Sourdough Celebrations: Part One

It feels utterly trite to write a post about sourdough starter as my eyes skip back and forth between this screen and headlines about exposed nuclear fuel rods and volcanos erupting AGAIN and 10,000 dead. Not to mention the inner dread that is building as I think about our precarious Pacific perch, and hear somewhere in the background the ticking of a clock that is counting off the inevitable day when what happened THERE will happen HERE. Now more than ever my feet are itching and I want to hightail it to higher and more solid ground. When I was a kid, I used to stare at Mt. Lassen in the distance and make escape route plans in case it ever decided to blow. Right now I think I’d take a volcano over an earthquake/tsunami any day. Get me outta here.

And what to do with all the empathy, anxiety and sorrow for the people of Japan? Especially when I can’t throw money at it? Well, there’s always things like tonglen. There’s the (ever increasing) opportunity to stay open to my own experience and pain in regards to world community disasters, thereby staying open to the suffering of others. And there’s the choice to continue to celebrate life, even in times when it looks like our days here could be numbered (how many close calls does it take with total breakdowns of dangerous technology before we “get it”?) or even when celebrating feels foreign as we confront the dissolution of our illusion of immortality.

It’s on days like today, that a post about sourdough bread, the staff of life, is actually quite appropriate indeed.


As you may remember, my first foray into the wilderness of sourdough was filled with a bit of naivety. What then followed was several days of obsessive research regarding methods of cultivating wild yeast. After reading varying accounts of what works and what doesn’t, I hit upon a method that seemed quite reliable and decided to give it a go. An undertaking requiring at least a week, I was able to document at first with the camera, and afterwards with (and my apologies for the quality) my camera phone.

Day 1-2

This was actually taken on the morning of day three, but from the top it still looks the same. A mixture of rye flour and water. Jeff thinks it looks like almond butter.
After sitting out for 2 1/2 days with a damp cloth over the top, lo and behold! IT'S ALIVE! This is still that beginning mixture of only rye and water. Using rye flour was the first "tip" I found in my research. Maybe because the flour has wild yeast in it, or maybe because the sugars are more accessible than wheat...I don't know, but it works!
After the first feeding. Simply more rye and water.
And the next day. And the day after that it looked the same.

If you have already read the instructions, you know that the feedings switch from just rye, to rye and white flour in different proportions. As soon as I started feeding the white, everything kinda stopped. The starter wasn’t dead, and in fact, continued to smell more and more fruity and sour (in a good way). But I wasn’t getting the magical sponge that is the wild yeast promised land. I was about to give up.

Then, I realized that for the first few days the weather was quite warm. After that, we had a storm move in, and despite having the oven on low to provide some coziness, it was still rather cool indoors. So I enlisted a little bit of help.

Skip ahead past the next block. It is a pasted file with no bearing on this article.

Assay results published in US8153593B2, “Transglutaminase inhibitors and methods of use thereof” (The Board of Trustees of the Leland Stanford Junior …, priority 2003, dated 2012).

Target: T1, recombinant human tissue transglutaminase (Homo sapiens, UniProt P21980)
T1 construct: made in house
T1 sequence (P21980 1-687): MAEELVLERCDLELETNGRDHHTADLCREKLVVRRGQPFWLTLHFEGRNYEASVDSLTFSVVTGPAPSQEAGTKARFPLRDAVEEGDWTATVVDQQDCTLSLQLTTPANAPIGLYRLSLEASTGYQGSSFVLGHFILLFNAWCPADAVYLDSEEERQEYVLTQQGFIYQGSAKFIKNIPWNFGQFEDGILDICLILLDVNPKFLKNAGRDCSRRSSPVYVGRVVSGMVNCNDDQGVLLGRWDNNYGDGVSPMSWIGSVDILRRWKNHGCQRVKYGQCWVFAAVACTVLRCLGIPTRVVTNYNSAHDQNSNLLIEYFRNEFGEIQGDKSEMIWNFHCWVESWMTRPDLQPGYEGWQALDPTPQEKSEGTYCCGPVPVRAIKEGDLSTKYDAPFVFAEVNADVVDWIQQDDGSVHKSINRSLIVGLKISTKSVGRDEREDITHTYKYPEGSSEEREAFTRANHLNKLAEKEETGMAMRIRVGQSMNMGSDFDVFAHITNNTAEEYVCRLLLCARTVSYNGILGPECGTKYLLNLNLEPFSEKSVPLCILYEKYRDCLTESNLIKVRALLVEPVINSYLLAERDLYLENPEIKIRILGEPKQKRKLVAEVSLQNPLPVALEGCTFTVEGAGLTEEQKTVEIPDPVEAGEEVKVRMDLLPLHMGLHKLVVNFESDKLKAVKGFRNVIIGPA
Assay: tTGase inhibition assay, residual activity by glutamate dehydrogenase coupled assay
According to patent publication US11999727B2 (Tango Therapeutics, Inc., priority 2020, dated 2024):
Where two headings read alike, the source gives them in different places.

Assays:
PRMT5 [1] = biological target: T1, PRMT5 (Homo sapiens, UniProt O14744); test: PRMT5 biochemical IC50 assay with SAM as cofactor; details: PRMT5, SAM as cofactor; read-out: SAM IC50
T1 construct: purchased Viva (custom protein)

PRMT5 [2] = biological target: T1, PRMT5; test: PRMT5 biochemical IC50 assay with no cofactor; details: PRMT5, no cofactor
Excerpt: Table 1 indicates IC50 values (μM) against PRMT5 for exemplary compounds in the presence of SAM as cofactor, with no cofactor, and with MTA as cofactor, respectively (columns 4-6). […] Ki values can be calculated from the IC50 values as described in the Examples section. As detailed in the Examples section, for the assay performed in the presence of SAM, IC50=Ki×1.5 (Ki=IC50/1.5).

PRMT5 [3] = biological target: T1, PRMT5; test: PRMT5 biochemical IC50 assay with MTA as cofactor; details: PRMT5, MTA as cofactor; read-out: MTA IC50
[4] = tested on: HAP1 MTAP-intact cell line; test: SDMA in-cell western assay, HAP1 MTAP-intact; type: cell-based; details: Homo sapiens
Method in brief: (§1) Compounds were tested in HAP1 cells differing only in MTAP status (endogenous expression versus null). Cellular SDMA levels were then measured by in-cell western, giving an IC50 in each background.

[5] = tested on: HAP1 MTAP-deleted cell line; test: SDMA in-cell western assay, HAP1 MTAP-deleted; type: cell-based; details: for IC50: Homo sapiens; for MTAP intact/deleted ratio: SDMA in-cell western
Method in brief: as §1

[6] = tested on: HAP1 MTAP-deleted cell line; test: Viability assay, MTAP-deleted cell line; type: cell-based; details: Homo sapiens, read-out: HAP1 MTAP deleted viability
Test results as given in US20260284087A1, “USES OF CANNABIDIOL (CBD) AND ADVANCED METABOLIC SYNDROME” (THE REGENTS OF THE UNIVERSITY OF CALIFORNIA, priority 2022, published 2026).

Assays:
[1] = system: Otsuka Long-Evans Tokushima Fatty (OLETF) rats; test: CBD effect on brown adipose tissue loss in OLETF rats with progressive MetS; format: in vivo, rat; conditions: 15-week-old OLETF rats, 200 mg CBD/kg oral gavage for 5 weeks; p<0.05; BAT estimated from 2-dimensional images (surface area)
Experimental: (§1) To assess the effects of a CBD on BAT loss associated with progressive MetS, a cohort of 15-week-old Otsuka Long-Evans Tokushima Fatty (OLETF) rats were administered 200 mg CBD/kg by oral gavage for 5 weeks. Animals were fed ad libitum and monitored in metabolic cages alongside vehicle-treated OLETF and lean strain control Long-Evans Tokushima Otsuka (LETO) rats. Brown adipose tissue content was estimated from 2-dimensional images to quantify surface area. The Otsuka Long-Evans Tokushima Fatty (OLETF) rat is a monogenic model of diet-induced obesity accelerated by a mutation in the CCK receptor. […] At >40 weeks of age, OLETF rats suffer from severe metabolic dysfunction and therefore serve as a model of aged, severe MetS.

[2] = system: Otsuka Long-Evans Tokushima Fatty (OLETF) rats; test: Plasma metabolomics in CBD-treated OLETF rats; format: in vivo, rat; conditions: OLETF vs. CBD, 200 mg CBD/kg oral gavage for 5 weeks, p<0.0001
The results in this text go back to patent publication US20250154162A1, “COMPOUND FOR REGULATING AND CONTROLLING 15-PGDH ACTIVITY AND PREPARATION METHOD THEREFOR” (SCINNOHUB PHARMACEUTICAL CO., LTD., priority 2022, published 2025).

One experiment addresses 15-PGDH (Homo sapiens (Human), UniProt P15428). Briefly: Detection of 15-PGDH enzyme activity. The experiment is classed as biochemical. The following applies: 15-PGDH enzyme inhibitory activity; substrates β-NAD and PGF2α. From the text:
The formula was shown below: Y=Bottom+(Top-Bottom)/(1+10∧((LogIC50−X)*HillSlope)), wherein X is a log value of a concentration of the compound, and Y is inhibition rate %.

Imagine, if you will, a photo of three covered bowls, with a reading lamp positioned directly above them. Because that is one of the pictures on our lost camera that I was not able to download before it disappeared.

And that, my friends, turned out to be the key. If you would like to make your own starter, I highly recommend the method I linked to earlier and just do one other thing. Keep a lamp (with a regular bulb, not an energy saving one, alas) on above your little yeasties, 24 hrs a day, to provide the sourdough version of an electric blanket.

Ew. Why does it look pink on top? It wasn't in real phone weirdness. Minus the pink mystery, this is what healthy starter should look like. This was taken the day after the full white flour feeding.

Stay tuned for Part 2. Otherwise titled “Smells Like Sourdough, Tastes Like Sourdough, Looks Like a Hockey Puck.”

Here are the directions, reprinted from Backwoods Home, in case you are too lazy to go to the link.

Recipe for creating a sourdough starter
Day 11 cup rye flour
1/2 cup water

Day 2

Do nothing

Day 3

half of the starter
1/4 cup rye flour
1/4 cup white flour
1/4 cup water

Day 4half of the starter
1/8 cup rye flour
3/8 cup white flour
1/4 cup water

Day 5

half of the starter
1/8 cup rye flour
3/8 cup white flour
1/4 cup water

Repeat this feeding until the starter is rising regularly. It should be nearly doubling its height. When this happens go to the “White flour feeding.”White flour feeding

half of the starter
1/2 cup white flour
1/4 cup water

Repeat this feeding until the starter is rising regularly, then move on to the “Dough-like starter feeding.”

Dough-like starter feeding

half of the starter
7/8 cup white flour
1/4 cup water

At this point your starter should be rising and falling regularly. The cycle should take about 8-10 hours: you feed the starter, and after 8-10 hours, the starter is risen, ready to make bread or to be fed again.

By Emily Buehler for Backwoods Home, online.



5 thoughts on “Sourdough Celebrations: Part One

    1. it is good, but it’s definitely not perfect as you’ll see when i post later. i want all the tips that your baker man will be able to give you! maybe we should have a sourdough bake off with people from all over the country, then each person sends another a loaf, and we can be unified by wild yeast. 🙂 i wonder if it will taste different, depending on where it’s from?

      is your cider vinegar done?

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